All that being said, I'm sure that paper filters have evolved since then, but how much I haven't a clue.

Now back to our regular programming - a discussion of the "best" drop in "dry" air filter for an Xterra.
 

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It happens with any paper getting wet. Take a sheet of paper from your printer, look closely, even use a magnifier if you want. The fibers are densely packed. Of course your air filter is not so dense, its engineered to have a specific pore size.
Now wet the sheet of paper in the center, and let it soak in. The paper will curl or warp because the in the center of the sheet, the fibers are absorbing the moisture and its spreading the fibers apart.

I'm sure you've had a book get wet and seen that the pages curl. They don't fit the binding any more.

When dry you've essentially changed engineered the porosity, as the paper won't go back to being perfectly flat.

Other reusable filters are engineered differently, the oiled ones at least (think k&n, etc). They usually have a gauze substrate that has a certain porosity, and they use a sticky oil to trap dirt particles. My 47 Willy's has an oil bath filter, a metal mesh that's bathed in an inch or so of oil 30W to (try) and capture the dust on its way to the carb. (We've come a long way!)
Hmmm, I get where your thought process is coming from, but DryFilters aren't basic paper based products. Have you seen a dry performance filter in person? The AEM dry filter starts it's life as a K&N: http://www.aemintakes.com/dryflow_air_filters.htm

Really its just a K&N that's less porous. Yes, an oiled filter will likely flow better, as it can be more porous and rely on oil to provide additional protection while allowing more air in.

I had a very high flow oiled filter that came with my Volant (a PowerCore). There is such a thing as too much air. The powercore (in certain environments) would blow codes. Plus its pretty noisy. I went to a dryfilter and its really the same material used in the powercore. Hell, I cleaned my filter and my wife's K&N system from her car. Both are practically the same. The dry filter is quiet(er) and protects well, with no noticeable difference in performance over the higher flowing PowerCore.

Really a CAI (by itself) doesn't do much for performance anyway. In the end it all comes down to preference. Do like the noise and the absolute most airflow? Get an oiled filter. Are you fine with better than stock flow, but not the most - and less maintenance? Get a Dry filter.

And actually - if you have a stock box anyway, keep using regular paper and replace it. It'll provide the most protection, its cheap, and in stock form new square filters ain't gonna make a difference.
 

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Best dry filter? Not sure, but the WIX 46213 is a very good one. I'm a big fan of Wix filters.

The OEM filter has 55 pleats and the WIX has 87 pleats. That is almost 60% great filtration area for the WIX filter. It is made in the USA and the foam gasket material seems very comparable to the OEM filter.

Check out this post from 2007: http://www.thenewx.org/forum/showpost.php?p=30994

OEM on the left, Wix 46213 on the right.


regards,
 

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I ran into an article where a guy on another (to remain nameless) forum ran an air filter test using oiled, dry and standard paper filters. He ran particulate tests, time to clog, total airflow, etc. It was quite comprehensive. What I got out of it all is that a paper filter does the best job and although it flows (generally) slightly less than the other "performance" filters, the added airflow is far in excess of what the engine requires. What was surprising to me was the amount of particulates that got through these "performance" filters. More airflow = bigger holes... Not a good combo for something driven in dirt.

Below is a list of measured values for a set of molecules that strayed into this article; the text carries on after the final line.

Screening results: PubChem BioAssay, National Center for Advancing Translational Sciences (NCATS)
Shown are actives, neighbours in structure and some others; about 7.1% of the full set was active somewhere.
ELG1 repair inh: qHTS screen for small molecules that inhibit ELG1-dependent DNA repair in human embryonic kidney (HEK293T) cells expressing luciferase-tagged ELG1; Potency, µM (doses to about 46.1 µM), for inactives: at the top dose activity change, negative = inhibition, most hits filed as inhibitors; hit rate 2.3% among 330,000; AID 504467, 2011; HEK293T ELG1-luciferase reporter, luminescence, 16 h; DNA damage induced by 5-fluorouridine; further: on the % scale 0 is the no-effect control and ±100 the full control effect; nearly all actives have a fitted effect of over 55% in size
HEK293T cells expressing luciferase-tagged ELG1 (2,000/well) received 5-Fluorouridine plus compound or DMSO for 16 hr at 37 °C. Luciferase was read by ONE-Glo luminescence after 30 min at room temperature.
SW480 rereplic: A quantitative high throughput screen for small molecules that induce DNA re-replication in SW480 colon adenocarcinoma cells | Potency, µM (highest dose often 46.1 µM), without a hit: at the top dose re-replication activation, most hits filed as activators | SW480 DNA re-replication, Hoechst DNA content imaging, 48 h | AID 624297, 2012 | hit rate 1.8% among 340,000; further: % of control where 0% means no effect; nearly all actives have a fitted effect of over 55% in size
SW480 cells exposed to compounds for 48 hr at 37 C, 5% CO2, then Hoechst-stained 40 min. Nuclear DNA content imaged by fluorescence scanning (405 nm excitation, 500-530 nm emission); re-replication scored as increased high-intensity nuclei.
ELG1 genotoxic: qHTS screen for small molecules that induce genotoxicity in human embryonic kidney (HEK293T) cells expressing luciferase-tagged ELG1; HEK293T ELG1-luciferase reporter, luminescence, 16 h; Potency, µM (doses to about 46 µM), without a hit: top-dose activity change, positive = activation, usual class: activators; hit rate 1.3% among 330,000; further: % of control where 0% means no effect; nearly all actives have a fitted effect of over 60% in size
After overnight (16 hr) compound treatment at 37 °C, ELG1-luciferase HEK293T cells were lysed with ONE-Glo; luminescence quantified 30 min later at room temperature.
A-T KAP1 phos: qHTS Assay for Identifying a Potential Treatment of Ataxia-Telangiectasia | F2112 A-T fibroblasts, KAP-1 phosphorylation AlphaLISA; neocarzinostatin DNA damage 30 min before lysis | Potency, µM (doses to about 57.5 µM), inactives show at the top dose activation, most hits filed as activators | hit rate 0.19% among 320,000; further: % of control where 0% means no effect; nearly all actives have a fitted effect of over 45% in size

Because of that article, I've decided not to buy into any of these high flow performance filters and stay with paper ones. IIRC, the Purolator filters were the top performing ones he tested. This topic comes up in forums ad naseam. You'll probably find all sorts of opinions on which is "best"...
 
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Discussion Starter #16
Originally asked this question cause of excessive oil filter oil collecting at the bottom of my stock airbox. I also hate the maintenance and time it takes to clean and re oil filter. I know with the AFE synthetic filter I can wash it out and throw it back in even if its wet or use a shope vac to clean it out. Hell of a lot easier up keep that my current oiled KN. Was wondering if anyone noticed any difference as far as performance between oiled vs non oiled filter. Was considering either AMSOIL, AFE or AEM. I noticed a difference (albeit small) in performance goin from paper to KN. Would go full blown aftermarket CAI but dyno results for the manufacturers show gains more at the top end than low end and am more concerned with keeping low end performance than the top end UNLESS it improves throttle response.
 

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Ran OEM in my wife's '08 Altima (hear me out) drives 80mph+ 60 miles a day commuting.
Mileage 29 1/2 Replaced with K&N after 1st year, mileage is steady at 31 mpg. For grins I
checked MAF sensor last week (@90K) clean as a whistle. Now to my Xterra...w/the OEM 19.4
with the K&N 20.6 combined for last 2000 mi. (mix of 45-80 mph) Next 1000 using the AEM
and it's lookin' like 20.4 so performance almost as good as the oiled K&N. Box and MAF
clean as can be. Question: are you guys drowning the K&N in oil after cleaning?? Been
using them since '78 in crotch rockets thru super trucks. Somethin's fishy...just sayin'
 

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Most people use way to much oil on a K&N(or any oiled filter). But the good news is, as far as the MAF, the intake flow will pull the extra oil into the motor. If you have oil in the airbox clean it and the filter, use less oil this time around!